In addition to having no clue as to how to channel all of the thoughts in my head, I also failed miserably at socializing with the other children at school. Stories took up an unusual amount of space in my brain. I usually spent recess alone, walking around in ball field and talking myself through elaborate, made up scenarios. Sometimes, if I hadn't found an appropriate end to whatever game I thought up at recess,  I'd ask for the bathroom pass afterward and lock myself in the handicap stall until I had talked myself through a satisfying conclusion.

I felt that if I could even be a quarter as interesting as half of the things I made up that I'd be set. It only made sense that I began to tell little stories here and there to see if I could make myself sound more interesting - and I enjoyed little successes here and there. One time a group of kids let me play with them for a whole week after I assured them that I could see angels when really I had only seen Angels in the Outfield.

Perhaps it was in the spirit of taking things to the next level when I told a high schooler on my bus that I could speak German. My mother had bought me a cassette tape and companion book about a little German bear who was trying to walk to school by himself. I had learned to count to ten and how to say key phrases like, "My name is Jessica," and "I am a bear."

Apparently that was all she needed to be convinced of my geographic lineage. A couple of weeks later, she sat down across from me and said,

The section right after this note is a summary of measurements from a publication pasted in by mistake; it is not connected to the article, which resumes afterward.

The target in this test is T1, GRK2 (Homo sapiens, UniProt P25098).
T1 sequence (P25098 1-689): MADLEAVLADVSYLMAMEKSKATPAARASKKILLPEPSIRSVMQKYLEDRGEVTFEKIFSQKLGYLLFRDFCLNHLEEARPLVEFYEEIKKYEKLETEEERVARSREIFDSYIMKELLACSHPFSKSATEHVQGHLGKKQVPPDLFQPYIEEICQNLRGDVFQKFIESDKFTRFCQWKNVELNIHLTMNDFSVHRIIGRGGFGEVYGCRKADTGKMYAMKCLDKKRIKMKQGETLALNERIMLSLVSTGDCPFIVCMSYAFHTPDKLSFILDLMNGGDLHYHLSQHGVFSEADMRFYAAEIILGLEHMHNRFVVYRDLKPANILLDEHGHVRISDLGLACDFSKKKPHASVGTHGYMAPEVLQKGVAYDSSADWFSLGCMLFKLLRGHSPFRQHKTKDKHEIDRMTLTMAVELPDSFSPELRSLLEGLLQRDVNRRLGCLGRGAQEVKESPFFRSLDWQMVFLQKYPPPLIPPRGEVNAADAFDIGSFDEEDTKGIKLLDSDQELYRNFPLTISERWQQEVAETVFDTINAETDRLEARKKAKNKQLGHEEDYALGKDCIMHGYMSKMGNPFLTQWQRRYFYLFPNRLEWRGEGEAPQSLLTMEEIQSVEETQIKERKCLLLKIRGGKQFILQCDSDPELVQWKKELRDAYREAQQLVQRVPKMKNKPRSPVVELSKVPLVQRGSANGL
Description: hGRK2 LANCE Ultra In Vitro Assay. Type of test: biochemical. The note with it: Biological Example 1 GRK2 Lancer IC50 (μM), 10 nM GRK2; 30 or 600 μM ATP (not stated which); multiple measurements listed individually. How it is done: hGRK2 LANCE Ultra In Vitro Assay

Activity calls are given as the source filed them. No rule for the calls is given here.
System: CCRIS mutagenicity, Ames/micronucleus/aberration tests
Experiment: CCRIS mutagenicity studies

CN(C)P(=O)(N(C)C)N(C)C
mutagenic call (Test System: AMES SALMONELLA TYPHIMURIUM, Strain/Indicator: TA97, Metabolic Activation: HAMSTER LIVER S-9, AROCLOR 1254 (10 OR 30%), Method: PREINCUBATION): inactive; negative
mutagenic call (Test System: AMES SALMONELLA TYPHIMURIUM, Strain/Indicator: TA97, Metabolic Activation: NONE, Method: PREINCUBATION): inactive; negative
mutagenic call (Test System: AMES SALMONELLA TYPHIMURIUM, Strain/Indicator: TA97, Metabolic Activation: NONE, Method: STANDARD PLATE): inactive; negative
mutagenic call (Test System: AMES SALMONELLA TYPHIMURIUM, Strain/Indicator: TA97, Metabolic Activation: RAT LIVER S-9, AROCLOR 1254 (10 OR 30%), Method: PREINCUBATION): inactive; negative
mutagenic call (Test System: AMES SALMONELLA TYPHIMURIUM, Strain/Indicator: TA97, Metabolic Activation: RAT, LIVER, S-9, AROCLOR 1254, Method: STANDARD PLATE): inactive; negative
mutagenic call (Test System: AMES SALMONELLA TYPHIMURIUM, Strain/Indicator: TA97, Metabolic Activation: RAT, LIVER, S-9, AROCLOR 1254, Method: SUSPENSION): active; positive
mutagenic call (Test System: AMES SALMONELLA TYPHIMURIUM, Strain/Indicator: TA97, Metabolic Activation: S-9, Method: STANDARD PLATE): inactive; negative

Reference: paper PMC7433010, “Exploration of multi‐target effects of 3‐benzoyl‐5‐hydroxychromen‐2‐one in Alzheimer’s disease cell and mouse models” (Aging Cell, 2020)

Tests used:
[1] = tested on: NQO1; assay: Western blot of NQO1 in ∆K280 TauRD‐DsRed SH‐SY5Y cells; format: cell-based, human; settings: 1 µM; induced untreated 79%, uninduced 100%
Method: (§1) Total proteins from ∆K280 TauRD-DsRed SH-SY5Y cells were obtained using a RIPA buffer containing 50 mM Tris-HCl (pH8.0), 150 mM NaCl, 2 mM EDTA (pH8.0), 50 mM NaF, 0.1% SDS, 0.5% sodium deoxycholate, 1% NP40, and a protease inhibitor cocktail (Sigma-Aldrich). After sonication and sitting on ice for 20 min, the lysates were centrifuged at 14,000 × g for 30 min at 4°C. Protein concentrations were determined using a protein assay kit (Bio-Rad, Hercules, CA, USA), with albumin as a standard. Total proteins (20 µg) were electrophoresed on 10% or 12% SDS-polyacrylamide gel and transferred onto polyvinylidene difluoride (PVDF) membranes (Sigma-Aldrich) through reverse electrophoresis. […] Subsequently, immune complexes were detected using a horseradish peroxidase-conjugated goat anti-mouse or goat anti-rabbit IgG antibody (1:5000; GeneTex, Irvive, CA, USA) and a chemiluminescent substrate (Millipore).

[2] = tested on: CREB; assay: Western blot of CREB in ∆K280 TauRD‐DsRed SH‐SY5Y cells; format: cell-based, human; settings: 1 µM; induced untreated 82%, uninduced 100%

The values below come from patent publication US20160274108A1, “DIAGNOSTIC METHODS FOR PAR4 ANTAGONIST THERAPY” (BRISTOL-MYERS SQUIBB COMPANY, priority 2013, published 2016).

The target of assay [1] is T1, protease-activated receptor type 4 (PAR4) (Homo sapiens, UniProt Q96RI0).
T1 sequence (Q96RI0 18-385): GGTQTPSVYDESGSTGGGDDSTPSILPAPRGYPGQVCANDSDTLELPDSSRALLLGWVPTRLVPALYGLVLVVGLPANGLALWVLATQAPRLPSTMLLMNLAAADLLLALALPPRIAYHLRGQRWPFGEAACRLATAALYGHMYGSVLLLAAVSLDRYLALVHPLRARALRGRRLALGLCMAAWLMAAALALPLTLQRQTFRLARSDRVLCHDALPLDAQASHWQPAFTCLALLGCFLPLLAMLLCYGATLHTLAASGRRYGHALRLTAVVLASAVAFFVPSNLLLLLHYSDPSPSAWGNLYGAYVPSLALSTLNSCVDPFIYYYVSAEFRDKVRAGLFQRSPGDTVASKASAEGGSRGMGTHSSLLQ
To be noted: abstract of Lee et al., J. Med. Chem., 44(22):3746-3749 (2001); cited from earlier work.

"Hey, so I'm doing a class presentation on Germany and I was wondering if you could teach me that song so that I could teach it to my class."
The problem with this request, of course, was that I had already forgotten the German lyrics.
So I did the next best thing. I taught her a song in complete gibberish.
The seriousness of what I had done failed to hit me until later that evening: I had lied to this girl and taught her a song of pure nonsense and she was going to sing it to her entire class.
"Maybe she won't even sing the song," I thought, "Maybe she'll leave it out at the last minute! Or better yet, maybe she'll do a report on a different country!"

But when my sister cornered me a couple of weeks later and asked,
"Did you tell a high schooler on the bus that you were from Germany?"
I saw that poor girl her in her class, standing in front of a room of confused teenagers and a disappointed teacher. I knew that she had gone through it and, rather than confronting me, she went straight to my sister.
"Why do you make stuff like this up? You know that we aren't from Germany. You don't even speak German!"
"Yes, I do!" I replied, idignantly, "Einz! Zwei! Ich bin ein Bär!"

I don't say that Louise from Bob's Burgers is my childhood spirit animal because I'm trying to be cute.

This pattern of behavior continued for an absurd amount of time as I only developed new ways to justify everything that came out of my mouth.
"I'll say this to get that person to let me play with them."
"I'll just say the teacher will put him in time out if he doesn't stop making the animal figurines fight and act wild instead of talk and be friends."